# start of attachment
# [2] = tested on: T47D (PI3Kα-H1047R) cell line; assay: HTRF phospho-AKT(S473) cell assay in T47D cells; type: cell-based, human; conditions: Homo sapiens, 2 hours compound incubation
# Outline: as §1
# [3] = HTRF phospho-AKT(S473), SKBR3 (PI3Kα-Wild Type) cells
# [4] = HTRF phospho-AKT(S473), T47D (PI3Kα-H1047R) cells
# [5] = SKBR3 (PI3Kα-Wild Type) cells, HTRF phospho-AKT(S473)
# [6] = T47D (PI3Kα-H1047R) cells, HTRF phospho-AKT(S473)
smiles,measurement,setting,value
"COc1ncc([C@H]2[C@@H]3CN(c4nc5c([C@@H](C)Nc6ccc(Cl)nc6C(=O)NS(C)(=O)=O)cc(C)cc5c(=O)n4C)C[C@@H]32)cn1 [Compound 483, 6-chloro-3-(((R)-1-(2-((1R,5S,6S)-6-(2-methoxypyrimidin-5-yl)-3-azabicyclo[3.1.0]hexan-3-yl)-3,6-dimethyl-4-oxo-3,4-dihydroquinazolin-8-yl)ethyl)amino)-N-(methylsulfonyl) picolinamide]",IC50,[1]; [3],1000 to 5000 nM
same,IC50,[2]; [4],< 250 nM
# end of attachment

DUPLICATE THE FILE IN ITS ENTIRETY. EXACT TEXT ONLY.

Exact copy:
# [2] = tested on: T47D (PI3Kα-H1047R) cell line; assay: HTRF phospho-AKT(S473) cell assay in T47D cells; type: cell-based, human; conditions: Homo sapiens, 2 hours compound incubation
# Outline: as §1
# [3] = HTRF phospho-AKT(S473), SKBR3 (PI3Kα-Wild Type) cells
# [4] = HTRF phospho-AKT(S473), T47D (PI3Kα-H1047R) cells
# [5] = SKBR3 (PI3Kα-Wild Type) cells, HTRF phospho-AKT(S473)
# [6] = T47D (PI3Kα-H1047R) cells, HTRF phospho-AKT(S473)
smiles,measurement,setting,value
"COc1ncc([C@H]2[C@@H]3CN(c4nc5c([C@@H](C)Nc6ccc(Cl)nc6C(=O)NS(C)(=O)=O)cc(C)cc5c(=O)n4C)C[C@@H]32)cn1 [Compound 483, 6-chloro-3-(((R)-1-(2-((1R,5S,6S)-6-(2-methoxypyrimidin-5-yl)-3-azabicyclo[3.1.0]hexan-3-yl)-3,6-dimethyl-4-oxo-3,4-dihydroquinazolin-8-yl)ethyl)amino)-N-(methylsulfonyl) picolinamide]",IC50,[1]; [3],1000 to 5000 nM
same,IC50,[2]; [4],< 250 nM